Bolivia's ‘water people' face uncertain future with loss of major lifeline
Bolivia's Lake Poopo was once a fountain of life for local inhabitants, but now due to a confluence of factors, it is a desert with abandoned boats lying on cracked ground. For Indigenous communities who farmed along its banks and fished from the waters for more than a century, life has been completely upended.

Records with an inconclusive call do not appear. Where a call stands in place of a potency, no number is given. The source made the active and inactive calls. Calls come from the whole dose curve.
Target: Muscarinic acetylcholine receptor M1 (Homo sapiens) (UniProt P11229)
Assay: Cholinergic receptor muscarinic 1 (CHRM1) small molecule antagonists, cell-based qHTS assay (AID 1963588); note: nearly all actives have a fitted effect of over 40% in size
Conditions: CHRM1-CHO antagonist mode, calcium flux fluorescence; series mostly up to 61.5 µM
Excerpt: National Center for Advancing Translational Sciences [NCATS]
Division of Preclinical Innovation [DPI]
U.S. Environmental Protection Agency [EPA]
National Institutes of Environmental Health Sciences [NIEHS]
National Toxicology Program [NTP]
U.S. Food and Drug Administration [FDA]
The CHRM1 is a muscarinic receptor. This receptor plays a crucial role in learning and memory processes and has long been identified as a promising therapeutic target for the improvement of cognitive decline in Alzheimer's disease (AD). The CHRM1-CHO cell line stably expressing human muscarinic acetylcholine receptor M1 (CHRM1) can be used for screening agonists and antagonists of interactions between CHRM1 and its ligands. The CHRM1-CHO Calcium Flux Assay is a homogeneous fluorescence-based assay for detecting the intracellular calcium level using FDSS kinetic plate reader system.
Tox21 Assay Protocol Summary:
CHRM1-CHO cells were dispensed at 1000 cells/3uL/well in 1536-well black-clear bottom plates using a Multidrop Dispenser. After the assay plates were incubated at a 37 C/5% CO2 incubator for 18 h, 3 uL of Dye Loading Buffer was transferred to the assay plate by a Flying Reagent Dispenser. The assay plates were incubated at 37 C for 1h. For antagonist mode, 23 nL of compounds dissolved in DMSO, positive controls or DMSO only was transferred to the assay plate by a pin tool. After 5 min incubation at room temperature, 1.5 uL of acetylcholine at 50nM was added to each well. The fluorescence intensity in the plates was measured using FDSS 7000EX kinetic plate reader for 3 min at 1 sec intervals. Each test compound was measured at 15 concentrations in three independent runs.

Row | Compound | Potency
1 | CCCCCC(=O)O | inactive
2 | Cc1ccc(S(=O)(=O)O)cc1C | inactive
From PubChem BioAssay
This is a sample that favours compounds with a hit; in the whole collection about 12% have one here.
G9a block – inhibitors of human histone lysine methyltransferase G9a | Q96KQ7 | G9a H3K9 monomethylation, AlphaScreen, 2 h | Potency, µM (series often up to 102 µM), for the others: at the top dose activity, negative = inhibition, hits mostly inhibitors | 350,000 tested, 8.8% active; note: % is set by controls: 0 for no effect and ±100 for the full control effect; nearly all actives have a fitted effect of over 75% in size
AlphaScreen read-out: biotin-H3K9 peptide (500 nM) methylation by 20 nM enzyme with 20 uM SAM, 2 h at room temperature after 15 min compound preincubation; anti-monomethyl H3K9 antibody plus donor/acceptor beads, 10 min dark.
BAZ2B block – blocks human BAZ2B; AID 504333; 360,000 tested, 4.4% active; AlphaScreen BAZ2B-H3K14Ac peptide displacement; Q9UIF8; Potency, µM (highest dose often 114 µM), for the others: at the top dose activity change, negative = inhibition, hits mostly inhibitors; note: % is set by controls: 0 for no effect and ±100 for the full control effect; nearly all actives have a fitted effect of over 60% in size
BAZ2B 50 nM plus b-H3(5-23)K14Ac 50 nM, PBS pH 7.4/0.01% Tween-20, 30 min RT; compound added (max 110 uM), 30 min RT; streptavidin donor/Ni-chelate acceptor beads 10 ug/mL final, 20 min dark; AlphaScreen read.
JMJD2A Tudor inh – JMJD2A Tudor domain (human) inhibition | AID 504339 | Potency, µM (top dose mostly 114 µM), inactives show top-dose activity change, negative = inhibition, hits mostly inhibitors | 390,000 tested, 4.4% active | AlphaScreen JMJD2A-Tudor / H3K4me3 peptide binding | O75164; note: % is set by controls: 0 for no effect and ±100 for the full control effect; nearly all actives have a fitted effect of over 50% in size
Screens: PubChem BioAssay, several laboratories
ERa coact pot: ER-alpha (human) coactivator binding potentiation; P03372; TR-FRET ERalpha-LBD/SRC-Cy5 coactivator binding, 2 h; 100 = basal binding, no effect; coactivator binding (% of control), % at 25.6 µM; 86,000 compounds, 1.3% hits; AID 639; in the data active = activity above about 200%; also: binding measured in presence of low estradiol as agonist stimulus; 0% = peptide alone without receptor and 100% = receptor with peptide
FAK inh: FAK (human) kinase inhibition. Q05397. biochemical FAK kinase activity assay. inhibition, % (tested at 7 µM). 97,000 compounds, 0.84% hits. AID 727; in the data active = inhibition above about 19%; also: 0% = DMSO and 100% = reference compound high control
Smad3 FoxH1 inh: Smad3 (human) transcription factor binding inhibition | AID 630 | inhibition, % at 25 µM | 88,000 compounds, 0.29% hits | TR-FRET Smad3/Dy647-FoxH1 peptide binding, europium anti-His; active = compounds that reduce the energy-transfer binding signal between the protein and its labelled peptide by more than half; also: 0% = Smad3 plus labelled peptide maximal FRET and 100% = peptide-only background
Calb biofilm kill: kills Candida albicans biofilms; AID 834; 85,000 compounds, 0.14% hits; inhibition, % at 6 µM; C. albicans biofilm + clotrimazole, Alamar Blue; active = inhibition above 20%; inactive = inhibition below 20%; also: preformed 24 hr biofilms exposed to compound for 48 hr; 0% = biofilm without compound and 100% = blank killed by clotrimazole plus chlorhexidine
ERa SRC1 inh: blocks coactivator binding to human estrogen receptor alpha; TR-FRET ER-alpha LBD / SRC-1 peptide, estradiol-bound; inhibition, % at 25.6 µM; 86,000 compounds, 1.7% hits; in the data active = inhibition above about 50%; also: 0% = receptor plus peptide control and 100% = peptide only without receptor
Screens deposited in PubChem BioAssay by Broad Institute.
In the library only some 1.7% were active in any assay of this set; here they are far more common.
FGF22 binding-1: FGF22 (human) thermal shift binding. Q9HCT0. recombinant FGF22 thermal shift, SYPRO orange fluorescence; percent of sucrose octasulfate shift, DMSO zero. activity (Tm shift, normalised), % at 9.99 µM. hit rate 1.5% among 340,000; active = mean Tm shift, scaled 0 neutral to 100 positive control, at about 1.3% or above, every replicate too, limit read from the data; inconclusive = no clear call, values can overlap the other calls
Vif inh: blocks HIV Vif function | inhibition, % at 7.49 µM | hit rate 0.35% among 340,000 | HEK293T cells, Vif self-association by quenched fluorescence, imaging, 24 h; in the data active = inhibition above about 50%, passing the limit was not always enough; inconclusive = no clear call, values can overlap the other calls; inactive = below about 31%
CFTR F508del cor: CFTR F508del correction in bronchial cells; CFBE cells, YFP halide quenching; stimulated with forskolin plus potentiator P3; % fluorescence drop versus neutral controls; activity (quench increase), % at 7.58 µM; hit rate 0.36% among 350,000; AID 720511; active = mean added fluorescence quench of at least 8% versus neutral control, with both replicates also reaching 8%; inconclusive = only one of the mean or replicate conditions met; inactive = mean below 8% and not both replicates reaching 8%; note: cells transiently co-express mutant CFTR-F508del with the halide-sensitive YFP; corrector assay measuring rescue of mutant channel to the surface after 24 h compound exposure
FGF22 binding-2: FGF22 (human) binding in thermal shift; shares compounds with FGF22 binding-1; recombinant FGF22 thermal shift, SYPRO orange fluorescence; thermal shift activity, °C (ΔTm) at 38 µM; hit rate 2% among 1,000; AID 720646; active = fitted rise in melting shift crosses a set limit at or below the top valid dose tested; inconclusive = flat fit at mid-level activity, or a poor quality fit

Located in the high-altitude altiplano area of southwestern Bolivia, Lake Poopo sat at an altitude of 12,000 feet above sea level. In 1986, the lake was at its peak, spanning nearly 1,350 square miles, making it larger than the entire state of Rhode Island.
But, according to a European Space Agency, satellite images have tracked the lake's decline, showing that Lake Poopo had "fully evaporated" seven years ago in 2015 -- a result of what scientists found is climate change and water extraction for farming and mining in the area.